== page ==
The history of ice hockey in the Czech Republic?

Ice hockey traditionally thought of as born in Canada, has universal appeal. Canadians are far from alone in their passion. It’s also a sport that has gained incredible popularity in the Czech Republic since it came to the country at the turn of the 20th century and is considered one of the Czech’s favourite sports to date.

It may have taken the Czechs 40 years to become world champions and over 90 to win Olympic gold, but few fans doubt the Czechs’ place in the world of ice hockey today. The country has produced star players, like Jaromír Jágr- many of whom have gone across the pond to become exceptional NHL players.

The history of ice hockey in the Czech Republic started in 1909, and here’s a potted history of one of the greatest games played by one of its greatest nations.

Ice hockey in the Czech Republic: It’s an amateur game

Ice hockey is a sport that has been continuously evolving over time. This means that the game played at the turn of the century looks very different from any form of hockey we know today. The game was less like a skater with a putt and more like a golf club and a flat ball hurtled down the ice at speed, firing only on approaching the net.

History has it that a Canadian violinist, named W.H Anderson, introduced a kind of hockey-styled game to the Czech Republic in early 1900. It’s not clear if this is true, but it makes for a great story.

Men played in their clothes that they wore to work with basic ice skates and no pads or protection from the puck, and this carried on right up to the late 1940s.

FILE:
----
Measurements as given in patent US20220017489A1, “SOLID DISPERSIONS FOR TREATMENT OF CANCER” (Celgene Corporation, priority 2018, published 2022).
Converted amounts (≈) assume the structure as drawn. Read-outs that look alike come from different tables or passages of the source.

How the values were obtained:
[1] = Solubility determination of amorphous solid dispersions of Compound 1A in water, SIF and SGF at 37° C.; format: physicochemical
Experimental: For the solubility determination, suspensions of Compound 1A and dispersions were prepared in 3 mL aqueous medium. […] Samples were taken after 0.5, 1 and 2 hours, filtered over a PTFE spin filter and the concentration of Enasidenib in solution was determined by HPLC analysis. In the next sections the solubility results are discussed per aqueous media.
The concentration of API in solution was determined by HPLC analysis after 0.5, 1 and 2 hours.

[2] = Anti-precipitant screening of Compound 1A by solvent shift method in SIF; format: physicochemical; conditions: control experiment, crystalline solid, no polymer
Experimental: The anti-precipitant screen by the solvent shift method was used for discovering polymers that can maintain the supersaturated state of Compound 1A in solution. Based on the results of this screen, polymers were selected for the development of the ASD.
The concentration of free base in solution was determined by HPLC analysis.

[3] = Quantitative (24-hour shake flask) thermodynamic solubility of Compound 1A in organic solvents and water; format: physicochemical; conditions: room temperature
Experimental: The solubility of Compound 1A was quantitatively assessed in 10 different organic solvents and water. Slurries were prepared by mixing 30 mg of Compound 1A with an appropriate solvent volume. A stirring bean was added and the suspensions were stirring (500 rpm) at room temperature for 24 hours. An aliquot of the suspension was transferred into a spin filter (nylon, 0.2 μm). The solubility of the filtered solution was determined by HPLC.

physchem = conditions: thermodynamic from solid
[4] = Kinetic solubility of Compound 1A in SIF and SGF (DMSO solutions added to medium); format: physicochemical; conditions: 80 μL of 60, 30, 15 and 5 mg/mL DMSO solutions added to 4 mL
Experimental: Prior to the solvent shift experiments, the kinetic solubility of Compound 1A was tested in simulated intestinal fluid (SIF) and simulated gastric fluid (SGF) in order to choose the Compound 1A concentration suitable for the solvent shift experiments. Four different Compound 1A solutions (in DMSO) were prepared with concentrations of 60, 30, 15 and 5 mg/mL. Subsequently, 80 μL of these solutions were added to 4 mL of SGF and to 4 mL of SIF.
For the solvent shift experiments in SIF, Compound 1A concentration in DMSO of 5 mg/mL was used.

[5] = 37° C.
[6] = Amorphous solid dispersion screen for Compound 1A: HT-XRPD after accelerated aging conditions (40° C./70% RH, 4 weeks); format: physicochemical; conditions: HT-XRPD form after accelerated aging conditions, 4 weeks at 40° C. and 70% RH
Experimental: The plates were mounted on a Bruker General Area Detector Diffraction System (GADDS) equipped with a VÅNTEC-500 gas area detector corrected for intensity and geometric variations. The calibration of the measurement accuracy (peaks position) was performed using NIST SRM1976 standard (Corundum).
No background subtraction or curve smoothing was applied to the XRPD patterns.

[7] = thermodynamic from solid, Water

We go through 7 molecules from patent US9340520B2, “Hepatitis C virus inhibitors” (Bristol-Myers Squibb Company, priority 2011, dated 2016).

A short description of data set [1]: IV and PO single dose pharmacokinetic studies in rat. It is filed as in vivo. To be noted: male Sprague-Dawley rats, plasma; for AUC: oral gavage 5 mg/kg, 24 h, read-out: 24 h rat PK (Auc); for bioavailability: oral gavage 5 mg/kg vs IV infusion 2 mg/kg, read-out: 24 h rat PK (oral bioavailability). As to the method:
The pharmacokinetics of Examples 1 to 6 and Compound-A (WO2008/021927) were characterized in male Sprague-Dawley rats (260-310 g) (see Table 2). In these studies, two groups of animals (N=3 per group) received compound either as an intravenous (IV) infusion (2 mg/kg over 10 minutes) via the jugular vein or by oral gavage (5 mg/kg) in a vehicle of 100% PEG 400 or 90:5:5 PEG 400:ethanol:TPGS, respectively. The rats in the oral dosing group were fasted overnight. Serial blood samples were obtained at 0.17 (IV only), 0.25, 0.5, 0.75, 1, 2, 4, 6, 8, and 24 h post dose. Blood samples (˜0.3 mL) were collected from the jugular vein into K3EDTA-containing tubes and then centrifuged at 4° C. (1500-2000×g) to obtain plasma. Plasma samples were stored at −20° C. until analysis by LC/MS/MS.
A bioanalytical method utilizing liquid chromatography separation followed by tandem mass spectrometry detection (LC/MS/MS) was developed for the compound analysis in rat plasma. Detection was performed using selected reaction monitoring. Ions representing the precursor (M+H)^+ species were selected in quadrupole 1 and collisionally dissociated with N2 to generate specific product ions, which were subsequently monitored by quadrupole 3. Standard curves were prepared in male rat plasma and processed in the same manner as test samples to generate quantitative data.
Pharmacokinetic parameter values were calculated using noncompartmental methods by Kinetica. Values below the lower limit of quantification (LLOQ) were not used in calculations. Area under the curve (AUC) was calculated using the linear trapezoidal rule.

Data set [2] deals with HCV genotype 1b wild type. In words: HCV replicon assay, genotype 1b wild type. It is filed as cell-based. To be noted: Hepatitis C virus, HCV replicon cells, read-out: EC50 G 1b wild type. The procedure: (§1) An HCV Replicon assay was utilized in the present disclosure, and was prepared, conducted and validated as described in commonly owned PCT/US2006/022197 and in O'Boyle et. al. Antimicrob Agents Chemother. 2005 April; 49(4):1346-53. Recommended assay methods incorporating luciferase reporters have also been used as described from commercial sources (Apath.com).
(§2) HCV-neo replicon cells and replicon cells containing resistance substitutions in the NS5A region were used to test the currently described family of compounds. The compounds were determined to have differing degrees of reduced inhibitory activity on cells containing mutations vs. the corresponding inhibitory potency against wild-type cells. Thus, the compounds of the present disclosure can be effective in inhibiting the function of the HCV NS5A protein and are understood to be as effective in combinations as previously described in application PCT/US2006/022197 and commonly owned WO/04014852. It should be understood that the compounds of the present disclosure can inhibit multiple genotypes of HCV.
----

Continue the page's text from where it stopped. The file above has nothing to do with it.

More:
In 1909 the Czechs were invited to Chamonix, France, to play in their first international competition, with no real idea of how to play the game. It won’t come as a surprise that they lost every match.

But Czechs being resilient people, did not let the fact they lost in 1909 stop them, and in 1911 they won their first European title held in Berlin. Nine years later, in 1920, the first world championship game was born. For the first time, European teams were able to measure their skills against Canada.

Not surprisingly, the Czechoslovak team lost all their matches. The following year, 1921, the games were hosted by Sweden, but all the other teams pulled out, leaving only the Czechs and Swedes to play each other. The Czech squad lost 4:6 to the Swedes but as there were only two teams, they still went home with a silver medal.